Shuman has become known as an authority on how to build local economies. He is the Director of Research and Economic Development at the Business Alliance for Local Living Economies (BALLE). He holds an A.B. with distinction in economics and international relations from Stanford University and a J.D. from Stanford Law School. Shuman has authored three books on his subject matter, and has completed several local food studies in communities across the United States and the world. Regardless of the assignment, Shuman’s goal to promote community-based development is clear. His mantra: “Live Local, Think Global.”
“According to US Department of Agriculture data, Colorado citizens spend $12 billion per year on food, 97% of which is imported from outside the state,” said Michael Brownlee. Shuman regards these trade imbalances as food “leakages” which could also be viewed as opportunities to expand existing businesses or to establish new businesses that would contribute to a diversified local food system. This in turn creates growth, including jobs, by meeting an already existing demand, Shuman said.
Another factor behind food localization that many Boulderites might find interesting is the potential effect on food prices. As local production increases, prices for locally produced food—which is usually of higher quality—will become subject to greater competition, allowing the market to largely dictate price. At the same time there are other benefits including a reduction in distribution costs and the resulting carbon footprint. Other major benefits include rural development, public health and a potential halo over Boulder’s global image, according to Shuman.
How to Finance the Local Food Shift
As vibrant as the “buy local” sentiment is in Boulder County, Shuman believes there are ample resources to pursue these opportunities and diversify the local economy. Boulder, the Front Range and Colorado can create a secure and sovereign food system that will mitigate the local impacts of the global food crisis, he said.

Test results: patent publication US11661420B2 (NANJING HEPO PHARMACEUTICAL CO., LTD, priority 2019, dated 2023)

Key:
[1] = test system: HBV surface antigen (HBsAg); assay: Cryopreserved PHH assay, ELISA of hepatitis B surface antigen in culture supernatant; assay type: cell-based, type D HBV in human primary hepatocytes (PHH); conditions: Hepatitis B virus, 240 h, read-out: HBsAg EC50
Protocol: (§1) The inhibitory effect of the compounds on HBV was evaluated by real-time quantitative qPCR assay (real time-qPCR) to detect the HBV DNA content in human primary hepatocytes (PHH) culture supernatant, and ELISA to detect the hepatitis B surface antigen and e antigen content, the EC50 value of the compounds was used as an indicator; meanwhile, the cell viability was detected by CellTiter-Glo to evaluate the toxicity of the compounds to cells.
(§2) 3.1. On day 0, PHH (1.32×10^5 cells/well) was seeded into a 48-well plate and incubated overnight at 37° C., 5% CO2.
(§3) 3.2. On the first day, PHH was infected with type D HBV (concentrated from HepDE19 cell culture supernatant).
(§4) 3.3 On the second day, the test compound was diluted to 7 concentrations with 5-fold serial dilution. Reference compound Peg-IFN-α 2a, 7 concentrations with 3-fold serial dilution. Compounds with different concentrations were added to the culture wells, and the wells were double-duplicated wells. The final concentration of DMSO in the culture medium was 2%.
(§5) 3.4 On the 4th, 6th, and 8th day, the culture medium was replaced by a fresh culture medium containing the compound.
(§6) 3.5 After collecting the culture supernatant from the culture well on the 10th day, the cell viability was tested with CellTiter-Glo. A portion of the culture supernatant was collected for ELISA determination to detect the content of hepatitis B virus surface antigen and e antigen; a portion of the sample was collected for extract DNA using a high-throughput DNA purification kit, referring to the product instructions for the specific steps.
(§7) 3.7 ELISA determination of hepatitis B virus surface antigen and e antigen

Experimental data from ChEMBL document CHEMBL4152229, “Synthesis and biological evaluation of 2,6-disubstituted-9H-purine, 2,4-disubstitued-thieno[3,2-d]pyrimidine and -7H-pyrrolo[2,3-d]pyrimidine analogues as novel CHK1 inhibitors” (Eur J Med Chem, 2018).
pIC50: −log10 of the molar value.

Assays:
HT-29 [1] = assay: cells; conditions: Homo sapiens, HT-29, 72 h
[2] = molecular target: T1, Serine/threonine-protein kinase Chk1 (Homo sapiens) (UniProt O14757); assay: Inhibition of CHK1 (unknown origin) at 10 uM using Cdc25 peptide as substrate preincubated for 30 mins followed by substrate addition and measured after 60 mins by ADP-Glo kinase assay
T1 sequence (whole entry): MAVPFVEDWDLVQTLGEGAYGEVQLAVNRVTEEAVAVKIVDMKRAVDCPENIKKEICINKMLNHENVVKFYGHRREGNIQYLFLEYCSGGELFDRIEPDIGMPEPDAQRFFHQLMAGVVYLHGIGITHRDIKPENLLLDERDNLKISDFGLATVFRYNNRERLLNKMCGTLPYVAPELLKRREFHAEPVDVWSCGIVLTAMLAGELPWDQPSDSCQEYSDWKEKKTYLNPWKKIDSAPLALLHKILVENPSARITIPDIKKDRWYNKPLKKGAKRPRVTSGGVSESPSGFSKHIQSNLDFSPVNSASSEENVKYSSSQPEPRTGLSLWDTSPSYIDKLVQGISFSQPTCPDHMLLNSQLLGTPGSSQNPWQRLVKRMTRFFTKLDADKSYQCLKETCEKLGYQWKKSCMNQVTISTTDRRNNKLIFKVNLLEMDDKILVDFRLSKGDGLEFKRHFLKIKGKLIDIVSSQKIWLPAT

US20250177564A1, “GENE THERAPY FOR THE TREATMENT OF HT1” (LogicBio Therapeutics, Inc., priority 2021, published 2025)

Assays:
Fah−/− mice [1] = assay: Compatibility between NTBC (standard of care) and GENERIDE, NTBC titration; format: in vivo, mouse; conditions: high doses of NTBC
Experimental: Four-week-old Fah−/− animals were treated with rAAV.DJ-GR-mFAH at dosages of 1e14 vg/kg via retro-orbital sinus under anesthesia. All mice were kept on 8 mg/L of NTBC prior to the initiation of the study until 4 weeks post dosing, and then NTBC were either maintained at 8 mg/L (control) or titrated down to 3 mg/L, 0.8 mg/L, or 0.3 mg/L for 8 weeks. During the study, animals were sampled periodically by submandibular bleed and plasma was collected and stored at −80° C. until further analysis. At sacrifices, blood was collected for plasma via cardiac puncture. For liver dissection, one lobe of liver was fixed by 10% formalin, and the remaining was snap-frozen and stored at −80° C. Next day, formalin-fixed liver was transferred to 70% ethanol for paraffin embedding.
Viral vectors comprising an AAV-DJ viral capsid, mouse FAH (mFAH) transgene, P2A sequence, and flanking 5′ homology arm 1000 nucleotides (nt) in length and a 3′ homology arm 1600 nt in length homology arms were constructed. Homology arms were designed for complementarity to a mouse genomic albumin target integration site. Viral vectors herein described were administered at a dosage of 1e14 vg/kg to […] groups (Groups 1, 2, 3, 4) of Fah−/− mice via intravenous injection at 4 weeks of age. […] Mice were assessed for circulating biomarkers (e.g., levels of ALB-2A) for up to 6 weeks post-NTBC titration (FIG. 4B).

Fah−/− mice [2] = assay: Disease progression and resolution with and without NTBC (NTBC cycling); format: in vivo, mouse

According to Shuman’s calculations, Boulder County residents currently have $34 billion in short-term and long-term savings. The shift to a 25% localized food system would require an estimated $126 million in capital investments—equal to just .5% of long-term savings or 1.7% of the short-term savings, he projected. This largely means asking community members to minimally reduce their investments in Fortune 500 businesses and directing these funds instead into local food and farming enterprises. A 1% Fund for Local Food could be developed to raise the funds and help people initiate self-directed IRAs, another growing financial trend, Shuman suggested.
About Transition Colorado
Transition Colorado is a nonprofit 501c3 organization committed to fostering self-reliance among local communities in Colorado and beyond. Transition Colorado is the producer of the annual EAT LOCAL! Week, held this year in Boulder on August 27 – September 4, 2011, to educate the community and celebrate and promote the development of local food economies. The organization has recently launched Localization Partners LLC as a for-profit company seeking to catalyze investment in local food and farming enterprises through joint ventures and small-scale investments. For more information visit www.transitioncolorado.org or contact Michael Brownlee, tel 303.494.1521, firstname.lastname@example.org.